Some things are better shared.
When I received a copy of The Unexplainable Church for review, I expected to squeeze it in amongst other Bible studies and books. Day One stopped me.
I haven’t completed this study, answering questions or looking up passages of Scripture. I’ve only read the content and the questions to be able to tell you what it’s about.
The reason is this:The Unexplainable Church is a study worth saving to savor in fellowship. Click To Tweet
Author Erica Wiggenhorn’s introduction summarizes the heart of this study:
“You and I were meant to be threads in the beautiful tapestry called the unexplainable church, the body of Christ Himself. Knitted and knot together, indivisibly tied to our brothers and sisters around the globe, yet each one individually fulfilling their own special work.”
Through the study, Wiggenhorn walks through Acts 13-28, beginning with the first sending out of missionaries Paul and Barnabas. The story covers the expansion and growth of the early church. She addresses both God’s Word to us as individuals in the church and as believers meant to live as part of the body.
Participants read slowly through the second half of Acts through Wiggenhorn’s accessible format:
The study lasts 10 weeks, with 5 days of homework and study to cover each week
Each day of work includes Scripture, commentary, and questions for both personal application and understanding the story in God’s Word
Many of the questions can be used for small group study
Free small group guides and extra resources for study can be found on her website
Much of the study commentary relies on observations, cross-references, and historical insight. Wiggenhorn relates the commentary to our personal faith naturally.
Examples quotes include: On the exhortation to know God’s Word: “Becoming a follower of Jesus meant becoming an active learner.”
On the exhortation to know God’s Word: “Becoming a follower of Jesus meant becoming an active learner.”
On relating philosophies Paul combatted to those of today: “Greater good can be economic prosperity, scientific discovery or advancement, excelling or creating in the arts…basically anything that is viewed as significant or elevating self to the highest state possible.”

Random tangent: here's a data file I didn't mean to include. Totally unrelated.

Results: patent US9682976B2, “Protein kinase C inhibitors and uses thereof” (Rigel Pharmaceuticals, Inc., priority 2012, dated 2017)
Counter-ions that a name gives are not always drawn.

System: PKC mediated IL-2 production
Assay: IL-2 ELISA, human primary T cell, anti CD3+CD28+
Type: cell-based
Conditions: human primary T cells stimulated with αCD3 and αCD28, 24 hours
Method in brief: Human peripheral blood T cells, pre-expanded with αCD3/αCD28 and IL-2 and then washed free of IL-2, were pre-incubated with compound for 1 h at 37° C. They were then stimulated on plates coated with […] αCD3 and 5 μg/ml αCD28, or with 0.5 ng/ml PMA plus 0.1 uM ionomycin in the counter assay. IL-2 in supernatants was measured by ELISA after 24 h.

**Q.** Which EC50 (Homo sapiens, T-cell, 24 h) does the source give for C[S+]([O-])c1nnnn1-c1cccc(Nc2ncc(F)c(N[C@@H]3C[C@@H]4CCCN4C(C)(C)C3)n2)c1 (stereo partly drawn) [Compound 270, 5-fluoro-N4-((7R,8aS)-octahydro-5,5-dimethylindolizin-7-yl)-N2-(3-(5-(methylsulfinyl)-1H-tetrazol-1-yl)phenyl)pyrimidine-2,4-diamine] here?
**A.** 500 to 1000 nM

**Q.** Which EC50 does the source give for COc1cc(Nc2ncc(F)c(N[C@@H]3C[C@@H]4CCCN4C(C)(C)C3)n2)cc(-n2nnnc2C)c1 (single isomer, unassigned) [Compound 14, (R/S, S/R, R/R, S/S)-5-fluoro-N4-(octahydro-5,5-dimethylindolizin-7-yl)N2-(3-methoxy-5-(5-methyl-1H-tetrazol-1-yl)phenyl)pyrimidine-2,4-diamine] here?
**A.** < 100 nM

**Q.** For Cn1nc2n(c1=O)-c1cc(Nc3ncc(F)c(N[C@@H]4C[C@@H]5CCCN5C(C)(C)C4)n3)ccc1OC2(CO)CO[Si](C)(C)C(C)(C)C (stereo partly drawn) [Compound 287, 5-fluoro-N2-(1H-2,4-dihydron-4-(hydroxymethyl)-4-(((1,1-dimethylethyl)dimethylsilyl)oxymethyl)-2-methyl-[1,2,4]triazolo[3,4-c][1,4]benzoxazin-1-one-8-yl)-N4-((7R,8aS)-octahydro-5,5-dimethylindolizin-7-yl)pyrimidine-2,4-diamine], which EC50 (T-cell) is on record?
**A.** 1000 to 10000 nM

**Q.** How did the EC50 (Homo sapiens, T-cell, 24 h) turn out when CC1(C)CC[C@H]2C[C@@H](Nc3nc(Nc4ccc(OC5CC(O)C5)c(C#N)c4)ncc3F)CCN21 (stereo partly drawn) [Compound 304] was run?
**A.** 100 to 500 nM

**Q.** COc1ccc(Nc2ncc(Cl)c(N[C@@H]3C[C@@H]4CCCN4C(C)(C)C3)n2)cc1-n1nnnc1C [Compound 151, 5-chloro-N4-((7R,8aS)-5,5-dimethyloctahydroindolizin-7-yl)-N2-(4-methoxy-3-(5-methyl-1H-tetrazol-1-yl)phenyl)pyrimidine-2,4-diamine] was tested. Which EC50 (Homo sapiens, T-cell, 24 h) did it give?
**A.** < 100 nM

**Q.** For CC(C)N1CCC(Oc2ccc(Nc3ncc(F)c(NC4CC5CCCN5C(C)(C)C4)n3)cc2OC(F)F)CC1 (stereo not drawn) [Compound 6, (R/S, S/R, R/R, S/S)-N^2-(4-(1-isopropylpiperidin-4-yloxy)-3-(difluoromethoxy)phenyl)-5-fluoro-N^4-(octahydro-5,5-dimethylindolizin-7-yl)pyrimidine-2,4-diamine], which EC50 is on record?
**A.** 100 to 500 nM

On Paul’s re-visitation of churches: “His desire was to see those who had accepted the message grow in their faith and stand firm in what they believed.”
Wiggenhorn’s humble approach to studying God’s Word allows the Bible to speak for itself.
Her commentary relates more to understanding Scripture than particular life issues or themes. Likewise, while some of her questions are for personal application, many simply help illustrate the story God is telling in Acts.
I think both men and women are likely to find the study practical and relevant for their growth as part of the body of Christ. The extra resources found at http://ericawiggenhorn.com/ are also valuable.
Personally, I’m excited for the day I can join in The Unexplainable Church study with others in the body of Christ! Reading through it has me eager to dive in deeper with others.
<I received a copy of this book from the publisher for the purpose of this review.>
This post may also be shared on: #MomentsofHope, #DreamTogetherLinkup, #TestimonyTuesday, #RaRaLinkup, #TeaAndWord, #TellHisStory, #RechargeWednesday, #Thought-Provoking Thursday, #Heart Encouragement, #LiveFreeThursday, #DanceWithJesus, #LLMLinkup, Faith-Filled Friday, Sitting Among Friends, Fresh Market Friday, and #SoulSurvivalLinkup.